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Front Behav Neurosci. 2015 Apr 14;9:88. doi: 10.3389/fnbeh.2015.00088. eCollection 2015.

Prosocial behavior and gender.

Author information

1
Fundamentos del Análisis Económico and BRiDGE, University of the Basque Country Bilbao, Spain.
2
Fundamentos del Análisis Económico and BRiDGE, University of the Basque Country Bilbao, Spain ; CERGE-EI, A Joint Workplace of Charles University in Prague and the Economics Institute of the Academy of Sciences of the Czech Republic Prague, Czech Republic.

Abstract

This study revisits different experimental data sets that explore social behavior in economic games and uncovers that many treatment effects may be gender-specific. In general, men and women do not differ in "neutral" baselines. However, we find that social framing tends to reinforce prosocial behavior in women but not men, whereas encouraging reflection decreases the prosociality of males but not females. The treatment effects are sometimes statistically different across genders and sometimes not but never go in the opposite direction. These findings suggest that (i) the social behavior of both sexes is malleable but each gender responds to different aspects of the social context; and (ii) gender differences observed in some studies might be the result of particular features of the experimental design. Our results contribute to the literature on prosocial behavior and may improve our understanding of the origins of human prosociality. We discuss the possible link between the observed differential treatment effects across genders and the differing male and female brain network connectivity, documented in recent neural studies.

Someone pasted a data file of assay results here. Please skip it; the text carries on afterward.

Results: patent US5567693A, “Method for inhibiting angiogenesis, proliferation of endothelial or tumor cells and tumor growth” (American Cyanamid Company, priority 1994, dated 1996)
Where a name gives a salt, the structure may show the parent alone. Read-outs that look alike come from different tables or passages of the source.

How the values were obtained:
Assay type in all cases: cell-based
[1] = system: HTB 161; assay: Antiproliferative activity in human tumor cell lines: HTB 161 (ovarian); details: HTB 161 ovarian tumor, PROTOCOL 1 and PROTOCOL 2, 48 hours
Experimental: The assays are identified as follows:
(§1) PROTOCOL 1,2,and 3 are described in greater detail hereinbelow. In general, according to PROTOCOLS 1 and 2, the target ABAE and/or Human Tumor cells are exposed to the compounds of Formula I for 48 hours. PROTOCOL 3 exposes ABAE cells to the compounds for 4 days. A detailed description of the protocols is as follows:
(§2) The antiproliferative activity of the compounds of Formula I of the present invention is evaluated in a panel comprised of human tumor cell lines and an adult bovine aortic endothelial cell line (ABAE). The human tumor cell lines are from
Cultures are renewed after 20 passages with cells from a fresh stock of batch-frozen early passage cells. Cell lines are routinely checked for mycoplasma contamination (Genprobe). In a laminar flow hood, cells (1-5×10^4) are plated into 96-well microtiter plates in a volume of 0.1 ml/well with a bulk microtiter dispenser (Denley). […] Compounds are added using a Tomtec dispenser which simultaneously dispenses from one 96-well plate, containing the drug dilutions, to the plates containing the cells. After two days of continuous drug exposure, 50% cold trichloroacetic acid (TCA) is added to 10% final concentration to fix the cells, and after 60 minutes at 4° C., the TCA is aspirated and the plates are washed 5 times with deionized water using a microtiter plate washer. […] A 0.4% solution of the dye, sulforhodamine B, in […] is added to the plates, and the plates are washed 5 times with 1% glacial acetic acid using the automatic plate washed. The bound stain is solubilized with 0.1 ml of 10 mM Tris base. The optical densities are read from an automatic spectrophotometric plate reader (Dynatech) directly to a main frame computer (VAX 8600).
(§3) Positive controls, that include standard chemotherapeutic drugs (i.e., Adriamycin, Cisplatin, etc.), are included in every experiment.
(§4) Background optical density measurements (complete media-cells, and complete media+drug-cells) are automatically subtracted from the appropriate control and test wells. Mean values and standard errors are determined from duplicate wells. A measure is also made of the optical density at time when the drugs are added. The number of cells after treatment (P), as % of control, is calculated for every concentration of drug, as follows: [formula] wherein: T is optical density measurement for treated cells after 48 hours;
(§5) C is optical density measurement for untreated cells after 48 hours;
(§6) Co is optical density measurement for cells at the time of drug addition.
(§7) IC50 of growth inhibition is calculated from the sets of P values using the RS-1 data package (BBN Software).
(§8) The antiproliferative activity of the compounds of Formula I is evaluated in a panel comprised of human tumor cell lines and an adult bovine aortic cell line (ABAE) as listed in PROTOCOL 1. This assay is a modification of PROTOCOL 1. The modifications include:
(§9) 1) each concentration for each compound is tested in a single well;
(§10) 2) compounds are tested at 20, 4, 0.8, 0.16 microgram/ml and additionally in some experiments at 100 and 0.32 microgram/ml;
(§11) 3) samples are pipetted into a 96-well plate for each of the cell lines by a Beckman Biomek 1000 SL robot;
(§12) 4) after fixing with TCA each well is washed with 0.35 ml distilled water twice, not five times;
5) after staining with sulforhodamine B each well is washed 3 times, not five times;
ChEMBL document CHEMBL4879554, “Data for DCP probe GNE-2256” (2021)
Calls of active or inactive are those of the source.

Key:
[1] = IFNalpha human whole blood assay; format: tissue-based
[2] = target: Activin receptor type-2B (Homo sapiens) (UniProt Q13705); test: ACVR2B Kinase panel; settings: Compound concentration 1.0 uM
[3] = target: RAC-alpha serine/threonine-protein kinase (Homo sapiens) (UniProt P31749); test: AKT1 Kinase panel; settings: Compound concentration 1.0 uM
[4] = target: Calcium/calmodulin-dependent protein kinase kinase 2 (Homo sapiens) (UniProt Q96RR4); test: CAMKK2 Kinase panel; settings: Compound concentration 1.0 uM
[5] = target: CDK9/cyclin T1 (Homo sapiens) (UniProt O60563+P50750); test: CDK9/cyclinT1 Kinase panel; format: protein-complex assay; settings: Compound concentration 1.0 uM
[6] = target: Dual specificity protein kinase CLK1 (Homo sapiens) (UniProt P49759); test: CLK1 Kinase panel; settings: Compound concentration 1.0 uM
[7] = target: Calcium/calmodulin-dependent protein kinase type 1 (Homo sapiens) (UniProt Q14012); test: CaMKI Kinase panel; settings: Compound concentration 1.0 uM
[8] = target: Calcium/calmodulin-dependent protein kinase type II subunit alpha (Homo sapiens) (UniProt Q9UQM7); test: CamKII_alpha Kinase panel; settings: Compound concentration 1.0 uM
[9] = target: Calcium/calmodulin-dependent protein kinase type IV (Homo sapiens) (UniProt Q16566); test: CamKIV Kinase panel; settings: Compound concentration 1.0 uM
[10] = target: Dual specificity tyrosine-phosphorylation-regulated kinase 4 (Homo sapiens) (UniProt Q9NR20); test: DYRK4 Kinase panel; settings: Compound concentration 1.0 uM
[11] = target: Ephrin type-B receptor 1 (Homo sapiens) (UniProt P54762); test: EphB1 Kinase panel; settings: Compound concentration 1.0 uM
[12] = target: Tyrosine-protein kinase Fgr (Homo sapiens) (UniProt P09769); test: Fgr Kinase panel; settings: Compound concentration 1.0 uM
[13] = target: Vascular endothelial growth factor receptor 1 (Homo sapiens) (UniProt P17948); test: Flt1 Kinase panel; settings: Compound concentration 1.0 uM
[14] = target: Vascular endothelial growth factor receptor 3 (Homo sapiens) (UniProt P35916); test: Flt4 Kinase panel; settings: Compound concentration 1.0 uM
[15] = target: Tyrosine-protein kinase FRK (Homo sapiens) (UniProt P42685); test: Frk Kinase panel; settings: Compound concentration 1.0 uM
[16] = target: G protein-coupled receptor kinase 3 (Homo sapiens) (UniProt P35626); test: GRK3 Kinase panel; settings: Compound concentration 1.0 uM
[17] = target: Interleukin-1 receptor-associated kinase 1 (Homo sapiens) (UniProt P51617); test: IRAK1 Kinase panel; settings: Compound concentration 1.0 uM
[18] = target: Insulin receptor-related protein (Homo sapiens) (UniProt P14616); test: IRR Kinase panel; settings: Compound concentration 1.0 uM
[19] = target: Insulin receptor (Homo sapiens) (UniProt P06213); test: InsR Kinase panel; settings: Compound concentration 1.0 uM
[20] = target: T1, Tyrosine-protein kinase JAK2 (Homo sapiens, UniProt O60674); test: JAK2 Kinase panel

KEYWORDS:

altruism; economic games; gender; prosocial behavior; treatment effects

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